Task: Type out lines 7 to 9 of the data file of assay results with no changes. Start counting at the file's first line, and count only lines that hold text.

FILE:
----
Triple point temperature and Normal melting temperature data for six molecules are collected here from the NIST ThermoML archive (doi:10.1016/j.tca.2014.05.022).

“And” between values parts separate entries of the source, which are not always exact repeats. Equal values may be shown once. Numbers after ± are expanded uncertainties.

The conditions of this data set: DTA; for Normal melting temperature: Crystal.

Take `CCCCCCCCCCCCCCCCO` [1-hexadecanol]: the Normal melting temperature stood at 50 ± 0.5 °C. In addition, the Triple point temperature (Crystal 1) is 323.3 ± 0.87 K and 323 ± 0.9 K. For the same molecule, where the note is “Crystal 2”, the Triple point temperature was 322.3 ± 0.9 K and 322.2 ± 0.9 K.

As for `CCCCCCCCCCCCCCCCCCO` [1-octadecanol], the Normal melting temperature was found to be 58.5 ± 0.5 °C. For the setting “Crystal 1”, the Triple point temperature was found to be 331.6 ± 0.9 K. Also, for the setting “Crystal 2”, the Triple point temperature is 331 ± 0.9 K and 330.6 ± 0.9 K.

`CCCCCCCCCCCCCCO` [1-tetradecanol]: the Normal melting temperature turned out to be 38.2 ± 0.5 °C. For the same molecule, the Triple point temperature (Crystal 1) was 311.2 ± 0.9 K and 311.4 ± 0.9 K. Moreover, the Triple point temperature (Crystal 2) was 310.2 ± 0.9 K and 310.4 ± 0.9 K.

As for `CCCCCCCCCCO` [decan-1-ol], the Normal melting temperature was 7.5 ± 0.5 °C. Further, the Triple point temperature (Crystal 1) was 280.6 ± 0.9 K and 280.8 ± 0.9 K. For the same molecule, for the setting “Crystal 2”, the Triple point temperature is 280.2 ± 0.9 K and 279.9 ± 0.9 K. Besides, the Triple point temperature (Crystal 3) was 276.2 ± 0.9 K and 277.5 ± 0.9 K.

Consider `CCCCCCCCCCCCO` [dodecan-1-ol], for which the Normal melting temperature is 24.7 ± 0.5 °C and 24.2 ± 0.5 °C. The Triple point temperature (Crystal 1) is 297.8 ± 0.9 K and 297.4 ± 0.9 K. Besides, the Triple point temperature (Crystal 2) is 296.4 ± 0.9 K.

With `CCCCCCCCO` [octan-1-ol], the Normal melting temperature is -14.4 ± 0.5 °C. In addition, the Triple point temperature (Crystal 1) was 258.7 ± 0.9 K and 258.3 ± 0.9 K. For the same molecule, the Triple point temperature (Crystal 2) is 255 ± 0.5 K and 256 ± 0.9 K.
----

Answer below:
As for `CCCCCCCCCCO` [decan-1-ol], the Normal melting temperature was 7.5 ± 0.5 °C. Further, the Triple point temperature (Crystal 1) was 280.6 ± 0.9 K and 280.8 ± 0.9 K. For the same molecule, for the setting “Crystal 2”, the Triple point temperature is 280.2 ± 0.9 K and 279.9 ± 0.9 K. Besides, the Triple point temperature (Crystal 3) was 276.2 ± 0.9 K and 277.5 ± 0.9 K.

Consider `CCCCCCCCCCCCO` [dodecan-1-ol], for which the Normal melting temperature is 24.7 ± 0.5 °C and 24.2 ± 0.5 °C. The Triple point temperature (Crystal 1) is 297.8 ± 0.9 K and 297.4 ± 0.9 K. Besides, the Triple point temperature (Crystal 2) is 296.4 ± 0.9 K.

With `CCCCCCCCO` [octan-1-ol], the Normal melting temperature is -14.4 ± 0.5 °C. In addition, the Triple point temperature (Crystal 1) was 258.7 ± 0.9 K and 258.3 ± 0.9 K. For the same molecule, the Triple point temperature (Crystal 2) is 255 ± 0.5 K and 256 ± 0.9 K.